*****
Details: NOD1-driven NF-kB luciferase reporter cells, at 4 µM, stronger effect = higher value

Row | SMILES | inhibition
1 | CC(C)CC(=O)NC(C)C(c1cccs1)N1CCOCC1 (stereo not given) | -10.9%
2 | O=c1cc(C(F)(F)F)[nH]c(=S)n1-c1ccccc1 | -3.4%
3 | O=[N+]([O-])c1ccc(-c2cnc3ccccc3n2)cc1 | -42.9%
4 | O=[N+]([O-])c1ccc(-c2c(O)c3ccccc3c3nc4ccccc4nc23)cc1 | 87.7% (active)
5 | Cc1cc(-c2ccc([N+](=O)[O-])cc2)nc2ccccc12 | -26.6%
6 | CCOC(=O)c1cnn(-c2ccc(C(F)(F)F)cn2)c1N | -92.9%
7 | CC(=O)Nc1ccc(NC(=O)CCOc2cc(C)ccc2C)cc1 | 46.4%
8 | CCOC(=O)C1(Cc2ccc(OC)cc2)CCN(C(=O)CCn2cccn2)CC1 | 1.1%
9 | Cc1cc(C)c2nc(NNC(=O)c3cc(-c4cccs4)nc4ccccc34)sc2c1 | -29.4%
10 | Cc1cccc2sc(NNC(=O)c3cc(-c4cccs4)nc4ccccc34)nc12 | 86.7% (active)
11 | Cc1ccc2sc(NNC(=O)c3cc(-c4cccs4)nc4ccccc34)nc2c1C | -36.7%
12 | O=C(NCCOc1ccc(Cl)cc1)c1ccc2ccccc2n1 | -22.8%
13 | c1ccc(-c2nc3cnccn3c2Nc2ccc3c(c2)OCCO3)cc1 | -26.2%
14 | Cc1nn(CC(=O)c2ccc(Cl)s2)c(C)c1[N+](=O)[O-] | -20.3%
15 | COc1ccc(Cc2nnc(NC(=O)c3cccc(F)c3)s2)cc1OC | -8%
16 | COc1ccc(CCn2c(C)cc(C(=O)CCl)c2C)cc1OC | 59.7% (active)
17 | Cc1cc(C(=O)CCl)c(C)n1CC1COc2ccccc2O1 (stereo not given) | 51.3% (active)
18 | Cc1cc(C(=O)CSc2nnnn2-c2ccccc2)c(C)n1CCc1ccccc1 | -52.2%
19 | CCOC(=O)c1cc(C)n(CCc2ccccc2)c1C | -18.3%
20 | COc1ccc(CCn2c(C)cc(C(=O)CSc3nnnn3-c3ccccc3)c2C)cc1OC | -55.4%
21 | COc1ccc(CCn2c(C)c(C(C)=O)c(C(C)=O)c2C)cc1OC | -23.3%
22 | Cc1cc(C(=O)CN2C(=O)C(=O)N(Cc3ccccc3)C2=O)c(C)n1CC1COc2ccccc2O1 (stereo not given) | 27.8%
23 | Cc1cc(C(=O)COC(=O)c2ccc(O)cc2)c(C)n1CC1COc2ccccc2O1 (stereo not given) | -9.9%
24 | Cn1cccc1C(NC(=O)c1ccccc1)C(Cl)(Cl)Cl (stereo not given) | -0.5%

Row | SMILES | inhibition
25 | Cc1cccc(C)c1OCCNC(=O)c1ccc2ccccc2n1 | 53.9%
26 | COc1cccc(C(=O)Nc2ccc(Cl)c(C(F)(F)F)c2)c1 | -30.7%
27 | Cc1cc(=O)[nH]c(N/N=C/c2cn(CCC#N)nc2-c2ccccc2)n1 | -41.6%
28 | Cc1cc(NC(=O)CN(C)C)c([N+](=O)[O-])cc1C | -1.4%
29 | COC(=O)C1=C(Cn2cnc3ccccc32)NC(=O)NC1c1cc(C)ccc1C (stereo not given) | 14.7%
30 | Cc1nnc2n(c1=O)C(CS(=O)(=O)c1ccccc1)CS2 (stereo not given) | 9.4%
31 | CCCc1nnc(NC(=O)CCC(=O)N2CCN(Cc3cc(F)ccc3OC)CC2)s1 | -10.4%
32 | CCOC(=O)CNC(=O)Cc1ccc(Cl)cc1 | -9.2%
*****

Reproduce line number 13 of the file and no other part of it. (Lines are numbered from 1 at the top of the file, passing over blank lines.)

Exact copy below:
11 | Cc1ccc2sc(NNC(=O)c3cc(-c4cccs4)nc4ccccc34)nc2c1C | -36.7%